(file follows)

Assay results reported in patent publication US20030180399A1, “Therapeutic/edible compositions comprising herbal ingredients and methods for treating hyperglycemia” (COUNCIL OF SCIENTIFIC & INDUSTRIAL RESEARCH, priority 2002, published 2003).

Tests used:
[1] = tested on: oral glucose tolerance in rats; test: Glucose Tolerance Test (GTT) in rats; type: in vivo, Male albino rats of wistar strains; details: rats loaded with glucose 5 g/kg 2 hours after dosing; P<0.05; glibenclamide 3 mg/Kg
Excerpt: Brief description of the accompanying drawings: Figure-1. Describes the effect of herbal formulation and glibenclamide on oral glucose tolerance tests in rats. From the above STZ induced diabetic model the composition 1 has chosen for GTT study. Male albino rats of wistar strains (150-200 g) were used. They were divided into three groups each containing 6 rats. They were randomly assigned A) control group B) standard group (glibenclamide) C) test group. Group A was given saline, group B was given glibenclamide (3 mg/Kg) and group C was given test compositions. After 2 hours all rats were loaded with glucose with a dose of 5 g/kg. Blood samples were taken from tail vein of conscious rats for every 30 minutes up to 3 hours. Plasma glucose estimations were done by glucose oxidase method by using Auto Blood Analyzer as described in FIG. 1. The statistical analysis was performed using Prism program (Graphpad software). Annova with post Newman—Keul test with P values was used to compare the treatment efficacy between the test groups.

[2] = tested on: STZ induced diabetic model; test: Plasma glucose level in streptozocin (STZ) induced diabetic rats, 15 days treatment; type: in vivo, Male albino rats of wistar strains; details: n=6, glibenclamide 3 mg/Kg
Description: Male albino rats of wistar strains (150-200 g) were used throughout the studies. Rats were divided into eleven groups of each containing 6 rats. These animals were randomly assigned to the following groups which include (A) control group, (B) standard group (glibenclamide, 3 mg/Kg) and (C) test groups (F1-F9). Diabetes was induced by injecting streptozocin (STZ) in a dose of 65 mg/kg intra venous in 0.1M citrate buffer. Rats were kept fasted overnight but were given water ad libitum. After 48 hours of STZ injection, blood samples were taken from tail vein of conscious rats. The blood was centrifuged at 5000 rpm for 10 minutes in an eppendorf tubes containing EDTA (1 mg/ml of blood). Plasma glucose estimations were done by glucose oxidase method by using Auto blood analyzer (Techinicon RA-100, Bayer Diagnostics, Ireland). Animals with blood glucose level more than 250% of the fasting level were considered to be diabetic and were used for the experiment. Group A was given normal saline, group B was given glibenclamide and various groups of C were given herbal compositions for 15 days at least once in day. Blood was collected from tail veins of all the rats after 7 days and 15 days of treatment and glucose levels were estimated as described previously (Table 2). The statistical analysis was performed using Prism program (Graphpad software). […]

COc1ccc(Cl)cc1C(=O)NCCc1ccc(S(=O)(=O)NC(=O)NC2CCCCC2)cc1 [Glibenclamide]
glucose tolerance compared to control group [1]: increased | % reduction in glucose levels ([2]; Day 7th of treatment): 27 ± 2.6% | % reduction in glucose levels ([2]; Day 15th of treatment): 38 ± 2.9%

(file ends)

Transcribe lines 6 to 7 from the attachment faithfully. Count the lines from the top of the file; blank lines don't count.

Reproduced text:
Description: Male albino rats of wistar strains (150-200 g) were used throughout the studies. Rats were divided into eleven groups of each containing 6 rats. These animals were randomly assigned to the following groups which include (A) control group, (B) standard group (glibenclamide, 3 mg/Kg) and (C) test groups (F1-F9). Diabetes was induced by injecting streptozocin (STZ) in a dose of 65 mg/kg intra venous in 0.1M citrate buffer. Rats were kept fasted overnight but were given water ad libitum. After 48 hours of STZ injection, blood samples were taken from tail vein of conscious rats. The blood was centrifuged at 5000 rpm for 10 minutes in an eppendorf tubes containing EDTA (1 mg/ml of blood). Plasma glucose estimations were done by glucose oxidase method by using Auto blood analyzer (Techinicon RA-100, Bayer Diagnostics, Ireland). Animals with blood glucose level more than 250% of the fasting level were considered to be diabetic and were used for the experiment. Group A was given normal saline, group B was given glibenclamide and various groups of C were given herbal compositions for 15 days at least once in day. Blood was collected from tail veins of all the rats after 7 days and 15 days of treatment and glucose levels were estimated as described previously (Table 2). The statistical analysis was performed using Prism program (Graphpad software). […]

COc1ccc(Cl)cc1C(=O)NCCc1ccc(S(=O)(=O)NC(=O)NC2CCCCC2)cc1 [Glibenclamide]